The Watching Dead


Now that the doldrums of August are upon us, my kids are having difficulty filling their waking hours with productive activities.  So they have taken up the popular sport of binge watching online TV shows.

I have tried to get them interested in binge weeding and binge lawn mowing, but it just doesn’t have the same addictive allure as say, viewing 13 episodes of Breaking Bad in a single sitting.

I get this.

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Binge watching is not new.  In fact, it is the very activity my parents tried to discourage me from when I was a kid.  My parents called the television the Boob Tube and said I would turn into a Vidiot if I watched too much TV. 

Still it didn’t stop me from spending long hours in front of the television set on idle summer days when no one was around to stop me—cartoons in the morning followed by a televised Cubs double header on WGN in the afternoon was my programming of choice.   It wasn’t the serial drama that is popular now, but given that it was an afternoon of the Chicago Cubs, I suppose you could make the argument that I was binging on a couple episodes of Lost

Late in the afternoon if my mom or dad happened by I quickly shut off the television and pretended to be reading.  But after a long day of binging, my brain was fried anyway.  And the break restored my stamina so that I could watch reruns of Star Trek in the evening.

At the time my parents led me to believe that spending hours in front of the television would rot my brain.

I can say from experience that this is probably true.  Although other activities also contributed to this degenerative condition as I grew older.

But I don’t necessarily think that it was the amount of TV that made my brain go limp.  I think it was the quality of the shows that I watched.  Let’s face it; a show about a hillbilly who strikes oil and moves to Beverly Hills is not nearly as mind expanding as a chemistry teacher who cooks meth in a Winnebago. 

And of course, the real synapse suckers were the endless stream of annoying commercials that stretched the arc of a 40-minute show to sixty minutes.  

Once I watched a Twilight Zone marathon on a local TV channel for two days.  By the end of the weekend all I had to show for myself was a splitting headache and an empty pizza box.  But the 800 numbers for miracle mops and Chia pets were etched painfully into my head along with a maniacal compulsion to pick up the phone and Call Now!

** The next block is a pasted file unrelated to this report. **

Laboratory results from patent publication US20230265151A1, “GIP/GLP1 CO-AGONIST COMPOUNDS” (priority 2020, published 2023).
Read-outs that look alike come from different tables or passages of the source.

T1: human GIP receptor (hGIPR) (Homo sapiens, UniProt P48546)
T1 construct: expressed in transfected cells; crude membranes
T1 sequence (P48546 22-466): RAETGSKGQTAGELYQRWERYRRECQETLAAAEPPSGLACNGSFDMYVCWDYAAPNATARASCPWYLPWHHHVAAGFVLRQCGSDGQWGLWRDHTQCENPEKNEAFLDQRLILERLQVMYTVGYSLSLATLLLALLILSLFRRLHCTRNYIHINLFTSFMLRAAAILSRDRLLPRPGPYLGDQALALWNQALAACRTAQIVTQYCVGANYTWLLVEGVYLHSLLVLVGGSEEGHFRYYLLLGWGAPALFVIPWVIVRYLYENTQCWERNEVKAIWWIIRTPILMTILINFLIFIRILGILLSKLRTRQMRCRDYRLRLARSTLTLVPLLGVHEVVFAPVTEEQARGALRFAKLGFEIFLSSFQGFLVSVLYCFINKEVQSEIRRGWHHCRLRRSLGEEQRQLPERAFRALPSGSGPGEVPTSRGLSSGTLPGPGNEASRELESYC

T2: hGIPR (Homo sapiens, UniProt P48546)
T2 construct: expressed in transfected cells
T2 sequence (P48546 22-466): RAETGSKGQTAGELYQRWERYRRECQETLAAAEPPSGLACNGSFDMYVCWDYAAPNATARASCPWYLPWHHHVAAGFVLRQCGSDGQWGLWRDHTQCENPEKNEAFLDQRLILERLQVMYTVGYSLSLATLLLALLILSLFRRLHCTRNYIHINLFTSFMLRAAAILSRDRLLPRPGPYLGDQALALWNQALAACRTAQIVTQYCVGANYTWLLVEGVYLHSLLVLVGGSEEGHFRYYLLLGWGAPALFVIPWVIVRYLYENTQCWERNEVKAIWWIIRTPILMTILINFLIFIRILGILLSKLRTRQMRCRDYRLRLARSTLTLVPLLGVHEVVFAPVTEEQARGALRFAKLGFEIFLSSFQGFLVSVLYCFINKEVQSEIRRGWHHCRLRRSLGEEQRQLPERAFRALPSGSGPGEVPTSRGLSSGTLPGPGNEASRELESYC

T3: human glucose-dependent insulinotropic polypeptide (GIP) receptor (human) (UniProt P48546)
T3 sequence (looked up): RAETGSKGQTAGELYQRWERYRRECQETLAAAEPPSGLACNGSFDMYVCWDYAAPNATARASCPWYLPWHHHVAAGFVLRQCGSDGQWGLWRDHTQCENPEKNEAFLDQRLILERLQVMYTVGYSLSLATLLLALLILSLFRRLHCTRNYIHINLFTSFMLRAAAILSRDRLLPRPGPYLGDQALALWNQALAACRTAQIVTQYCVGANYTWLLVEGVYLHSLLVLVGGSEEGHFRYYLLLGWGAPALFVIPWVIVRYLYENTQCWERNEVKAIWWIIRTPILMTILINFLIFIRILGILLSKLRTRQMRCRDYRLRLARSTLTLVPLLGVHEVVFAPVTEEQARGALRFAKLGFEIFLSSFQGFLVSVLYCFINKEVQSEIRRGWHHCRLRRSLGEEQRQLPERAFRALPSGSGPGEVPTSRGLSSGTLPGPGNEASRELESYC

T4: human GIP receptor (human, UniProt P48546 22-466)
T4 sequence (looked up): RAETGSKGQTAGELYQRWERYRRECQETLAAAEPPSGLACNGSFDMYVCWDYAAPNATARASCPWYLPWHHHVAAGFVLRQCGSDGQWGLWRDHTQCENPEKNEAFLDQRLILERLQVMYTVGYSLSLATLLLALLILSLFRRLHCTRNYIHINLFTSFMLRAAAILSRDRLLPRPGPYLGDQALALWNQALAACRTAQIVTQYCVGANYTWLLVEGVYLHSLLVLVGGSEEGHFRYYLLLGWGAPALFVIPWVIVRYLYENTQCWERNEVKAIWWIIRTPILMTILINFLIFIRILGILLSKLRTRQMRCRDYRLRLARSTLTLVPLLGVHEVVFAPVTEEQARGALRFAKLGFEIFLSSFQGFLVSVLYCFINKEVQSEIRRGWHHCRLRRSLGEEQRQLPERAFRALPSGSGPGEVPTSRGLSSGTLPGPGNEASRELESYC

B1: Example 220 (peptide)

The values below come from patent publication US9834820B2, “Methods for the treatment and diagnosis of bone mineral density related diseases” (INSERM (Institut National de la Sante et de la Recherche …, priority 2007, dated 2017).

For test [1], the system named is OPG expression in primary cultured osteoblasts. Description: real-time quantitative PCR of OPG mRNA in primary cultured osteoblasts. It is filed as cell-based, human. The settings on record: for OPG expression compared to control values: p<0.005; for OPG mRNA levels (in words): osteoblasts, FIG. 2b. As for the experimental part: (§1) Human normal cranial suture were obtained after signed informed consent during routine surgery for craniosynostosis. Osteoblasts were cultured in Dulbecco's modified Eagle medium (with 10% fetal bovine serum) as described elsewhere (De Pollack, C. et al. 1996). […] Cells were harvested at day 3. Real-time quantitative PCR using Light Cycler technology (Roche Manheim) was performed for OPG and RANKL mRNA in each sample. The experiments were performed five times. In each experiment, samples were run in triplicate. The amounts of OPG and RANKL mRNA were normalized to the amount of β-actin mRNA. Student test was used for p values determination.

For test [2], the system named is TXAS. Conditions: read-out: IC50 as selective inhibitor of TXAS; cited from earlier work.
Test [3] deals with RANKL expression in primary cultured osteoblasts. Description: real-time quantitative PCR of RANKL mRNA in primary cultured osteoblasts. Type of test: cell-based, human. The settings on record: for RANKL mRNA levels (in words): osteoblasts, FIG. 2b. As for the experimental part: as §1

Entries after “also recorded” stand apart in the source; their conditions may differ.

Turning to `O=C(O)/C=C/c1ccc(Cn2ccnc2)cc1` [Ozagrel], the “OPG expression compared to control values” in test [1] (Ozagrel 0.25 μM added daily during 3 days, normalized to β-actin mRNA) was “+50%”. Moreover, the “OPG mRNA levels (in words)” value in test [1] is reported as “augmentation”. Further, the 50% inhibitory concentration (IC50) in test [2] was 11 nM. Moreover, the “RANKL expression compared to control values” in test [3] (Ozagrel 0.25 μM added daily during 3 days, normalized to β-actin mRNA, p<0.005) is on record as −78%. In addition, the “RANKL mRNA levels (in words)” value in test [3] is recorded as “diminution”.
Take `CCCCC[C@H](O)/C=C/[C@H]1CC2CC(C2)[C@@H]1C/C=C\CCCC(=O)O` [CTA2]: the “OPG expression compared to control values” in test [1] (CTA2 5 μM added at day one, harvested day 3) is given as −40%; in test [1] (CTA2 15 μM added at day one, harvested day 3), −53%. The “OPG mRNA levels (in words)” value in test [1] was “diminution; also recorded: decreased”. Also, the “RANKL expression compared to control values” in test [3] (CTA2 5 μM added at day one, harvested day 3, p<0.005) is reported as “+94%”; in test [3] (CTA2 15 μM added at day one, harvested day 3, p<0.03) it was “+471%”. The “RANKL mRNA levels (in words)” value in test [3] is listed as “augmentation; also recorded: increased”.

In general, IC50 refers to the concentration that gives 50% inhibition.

Nowadays it is possible to binge watch our favorite shows online without commercial interruption. 

Nowadays the only interruptions we face are waiting for Netflix to buffer and the periodic annoyance of having to go to work.   

So I find it ironic that my son is hooked on a show called The Walking Dead.  It is a drama involving zombies, which is what he becomes in the morning after staying up all night silently logged into Netflix.

Being a somewhat responsible parent, I tried to discourage this behavior after I discovered him splayed asleep in his bed late one morning still wearing headphones attached to a laptop. 

“Watching so much TV will rot your brain.”  I warned him.  And then, “Don’t you have summer reading to do?”

His sister immediately jumped to his defense.   “We can binge read just before school starts,” she explained. 

She is hooked on a show called The Vampire Diaries.   She stays up all night too, and wakes up late in the morning with the life sucked from her body.

And she is the responsible one.

“What makes a TV show about zombies so compelling?’” I asked.

“It has great character development and plot lines that keep you watching,” he replied sincerely.  “Plus there is a lot of blood and guts.”

“The blood and guts I get.  But I didn’t know zombies had character.”

“Not the zombies,” he replied, “the small group of people who are trying to survive the zombies.” 

He went on. “The show illustrates the moral dilemmas inherent in survival.  It offers lessons in what it means to be human.”

I was dumbfounded by his insightful analysis.  Maybe his summer reading could wait a while longer.

“Why don’t you just watch the first episode?’ he asked.  “You might learn something.”

I did.

And by morning I had finished the entire first season.

My eyes were bleary.  My arm twitched.  I had trouble walking.  My cortex felt like it was under siege. 

And I needed to binge more.

But I wasn’t worried. 

There are several more seasons to feast upon.

And as everyone knows . . .

Real zombies don’t watch TV.

The opinions expressed herein are the writer's alone, and do not reflect the opinions of or anyone who works for is not responsible for the accuracy of any of the information supplied by the writer.

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